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Rock and Alpine Gardening: Germination mix

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Forum: Rock and Alpine GardeningReplies: 11, Views: 92
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taramark

(Zone 4a)

December 31, 2006
4:00 AM

Post #3038098

What germination mix for alpines are you experts using?
Do you cover the seeds with grit?

I understand John Innes compost is great, but can not find in USA.

Thank you,

Corinne
Todd_Boland
St. John's, NL
(Zone 5b)



December 31, 2006
2:18 PM

Post #3038627

Corinne, I've used everything from promix to pure sand. I mostly use promix with extra sand and some turface. Fine seed I do not cover but I do cover the pot in saran wrap until the seeds sprout. larger seeds are either covered in the soil mix or sometimes I used fine grit. Budgie bird gravel works well as it allows light to reach the seeds and most alpines seem to need light to germinate.
greenjay
Centennial, CO
(Zone 5b)

January 1, 2007
3:10 AM

Post #3040710

what is the composition of promix?
taramark

(Zone 4a)

January 1, 2007
8:56 AM

Post #3041036

Todd, thank you for the info.

I have horticultural sand which I have added to Plantation Seed Starter; also have and used Gardeners Supply products. They seem to do the job. I thought perhaps
there is something better.

Budgie bird gravel? Where do I find that? I have pea size gravel on hand.
Will that do?

Corinne
greenjay
Centennial, CO
(Zone 5b)

January 1, 2007
7:07 PM

Post #3042537

I have an entire sack of chick grit that I had planned to use. I hope it is fine enough.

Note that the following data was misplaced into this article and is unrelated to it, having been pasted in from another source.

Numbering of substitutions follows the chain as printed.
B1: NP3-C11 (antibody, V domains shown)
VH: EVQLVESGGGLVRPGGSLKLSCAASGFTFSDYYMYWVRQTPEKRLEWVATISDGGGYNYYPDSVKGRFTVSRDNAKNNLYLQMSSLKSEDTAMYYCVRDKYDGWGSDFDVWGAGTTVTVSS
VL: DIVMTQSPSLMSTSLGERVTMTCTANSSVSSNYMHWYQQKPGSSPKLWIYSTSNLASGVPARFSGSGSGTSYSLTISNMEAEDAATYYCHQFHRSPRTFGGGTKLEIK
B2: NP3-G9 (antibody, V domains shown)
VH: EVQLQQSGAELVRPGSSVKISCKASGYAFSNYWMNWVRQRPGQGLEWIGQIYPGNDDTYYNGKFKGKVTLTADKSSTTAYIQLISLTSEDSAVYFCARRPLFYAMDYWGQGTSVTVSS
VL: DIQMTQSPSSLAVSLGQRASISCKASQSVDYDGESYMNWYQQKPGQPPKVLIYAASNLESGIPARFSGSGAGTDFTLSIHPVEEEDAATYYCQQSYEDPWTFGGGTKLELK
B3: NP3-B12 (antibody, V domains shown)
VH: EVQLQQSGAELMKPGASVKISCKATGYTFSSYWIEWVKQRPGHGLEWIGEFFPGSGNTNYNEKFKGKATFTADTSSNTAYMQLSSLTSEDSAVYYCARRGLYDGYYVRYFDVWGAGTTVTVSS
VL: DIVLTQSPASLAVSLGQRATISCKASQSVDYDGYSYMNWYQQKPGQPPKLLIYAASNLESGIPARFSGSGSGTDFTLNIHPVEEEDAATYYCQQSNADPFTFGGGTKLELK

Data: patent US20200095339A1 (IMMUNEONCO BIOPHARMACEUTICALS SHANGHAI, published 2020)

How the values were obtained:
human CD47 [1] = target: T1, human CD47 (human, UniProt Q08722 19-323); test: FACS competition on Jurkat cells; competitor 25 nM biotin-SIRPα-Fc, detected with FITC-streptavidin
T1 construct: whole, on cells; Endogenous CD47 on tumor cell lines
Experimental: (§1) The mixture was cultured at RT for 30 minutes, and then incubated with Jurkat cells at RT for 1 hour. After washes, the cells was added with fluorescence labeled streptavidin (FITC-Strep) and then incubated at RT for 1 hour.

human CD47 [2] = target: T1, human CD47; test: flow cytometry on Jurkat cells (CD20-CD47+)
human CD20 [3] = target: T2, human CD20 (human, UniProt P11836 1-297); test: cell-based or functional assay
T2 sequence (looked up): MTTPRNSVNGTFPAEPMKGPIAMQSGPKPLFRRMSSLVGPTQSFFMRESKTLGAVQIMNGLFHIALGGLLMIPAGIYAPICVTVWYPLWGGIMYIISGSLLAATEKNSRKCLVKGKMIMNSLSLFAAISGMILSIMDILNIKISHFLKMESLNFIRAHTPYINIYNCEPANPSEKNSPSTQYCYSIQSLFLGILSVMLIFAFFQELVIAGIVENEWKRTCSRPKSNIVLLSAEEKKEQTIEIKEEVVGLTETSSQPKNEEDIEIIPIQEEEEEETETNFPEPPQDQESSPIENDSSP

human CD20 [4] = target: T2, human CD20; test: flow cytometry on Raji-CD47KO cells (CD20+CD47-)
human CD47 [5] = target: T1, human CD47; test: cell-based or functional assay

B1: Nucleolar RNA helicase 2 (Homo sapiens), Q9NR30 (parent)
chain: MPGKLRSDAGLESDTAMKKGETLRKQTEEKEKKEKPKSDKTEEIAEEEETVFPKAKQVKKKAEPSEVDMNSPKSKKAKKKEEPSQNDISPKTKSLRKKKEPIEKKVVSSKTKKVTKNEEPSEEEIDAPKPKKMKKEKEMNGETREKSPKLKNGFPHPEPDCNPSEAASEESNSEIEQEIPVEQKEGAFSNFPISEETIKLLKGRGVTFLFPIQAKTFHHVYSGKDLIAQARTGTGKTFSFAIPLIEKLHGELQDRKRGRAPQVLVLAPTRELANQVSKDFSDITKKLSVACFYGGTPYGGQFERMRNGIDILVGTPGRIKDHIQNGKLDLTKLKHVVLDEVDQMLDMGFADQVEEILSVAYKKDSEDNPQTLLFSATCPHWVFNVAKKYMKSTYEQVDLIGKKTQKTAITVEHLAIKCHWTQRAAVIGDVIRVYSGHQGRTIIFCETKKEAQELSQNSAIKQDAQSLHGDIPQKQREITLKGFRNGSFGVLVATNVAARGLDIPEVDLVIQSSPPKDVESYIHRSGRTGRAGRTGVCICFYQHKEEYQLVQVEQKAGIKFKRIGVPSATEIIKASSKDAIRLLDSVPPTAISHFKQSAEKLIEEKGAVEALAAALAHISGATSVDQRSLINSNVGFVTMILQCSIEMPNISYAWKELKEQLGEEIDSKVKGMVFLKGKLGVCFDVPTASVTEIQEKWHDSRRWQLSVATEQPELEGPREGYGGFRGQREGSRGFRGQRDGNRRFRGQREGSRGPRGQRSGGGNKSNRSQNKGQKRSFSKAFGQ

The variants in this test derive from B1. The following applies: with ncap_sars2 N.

Another question -- in several places discussing germination of alpines, people have described sanitizing the soil by pouring boiling water over the pots before planting. Does this work?

Tammy

Tammy
Barto, PA
(Zone 6b)

January 1, 2007
7:15 PM

Post #3042571

I've never bothered with that sterilization process. Typically the mixes you buy are already
sterile. And I use chick starter grit - is this what you have?

Tam
greenjay
Centennial, CO
(Zone 5b)

January 1, 2007
7:50 PM

Post #3042724

I *do* bother with the sterilization process. The weather here is very unpredictible, and I have had problems with various kinds of damping off etc. in plants on my patio. Ordinarily I use a drench of physan when first wetting down the planting medium, regardless of origin. Boiling water would be a huge pain, but if it works better I am willing to try it.

Tammy

Tammy
Barto, PA
(Zone 6b)

January 1, 2007
11:17 PM

Post #3043423

Well - at my NARGS chapter meeting last year, Jim McClements described how he starts
ferns. He sterilizes his soil by thoroughly moisening the soil, places it in a baggy and then
places it in the microwave on high for 20min. This completely sterilizes it for the fern spores
and I would think would work for your purposes as well.

Tam
greenjay
Centennial, CO
(Zone 5b)

January 1, 2007
11:31 PM

Post #3043467

It might. I have done something similar (in the oven) for soilless mix for my rose cuttings. I am starting several thousand plants just now, and I would be microwaving constantly between now and next march if I did that. I think I will take my chances with my current method using physan drench.

Tammy

Tammy
Barto, PA
(Zone 6b)

January 1, 2007
11:35 PM

Post #3043479

Have you tried hydrogen peroxide? I've seen folks swear by it on the seed starting thread.
I tried it last year but haven't had enough trouble with damping off to say much one way or
the other about it.
Tam
Todd_Boland
St. John's, NL
(Zone 5b)



January 1, 2007
11:40 PM

Post #3043499

I've never used hydrogen peroxide on alpines but I guess it could work. Typically I use hydrogen peroxide on daylilies and iris.

Budgie gravel is available in pet stores but chicken grit works well too. Promix is peat and perlite mix so is soilless. I have had bad damping off with soil-based medias.
greenjay
Centennial, CO
(Zone 5b)

January 1, 2007
11:49 PM

Post #3043527

I think promix is comparable to the soilless mixes we have available here. I always add chicken grit and/or vermiculite for anything that will be sitting outdoors, and vermiculite to anything under lights indoors. I have ocassionally used peroxide on my rose cuttings, but with mixed results. Physan works better for me, esp. in the winter.

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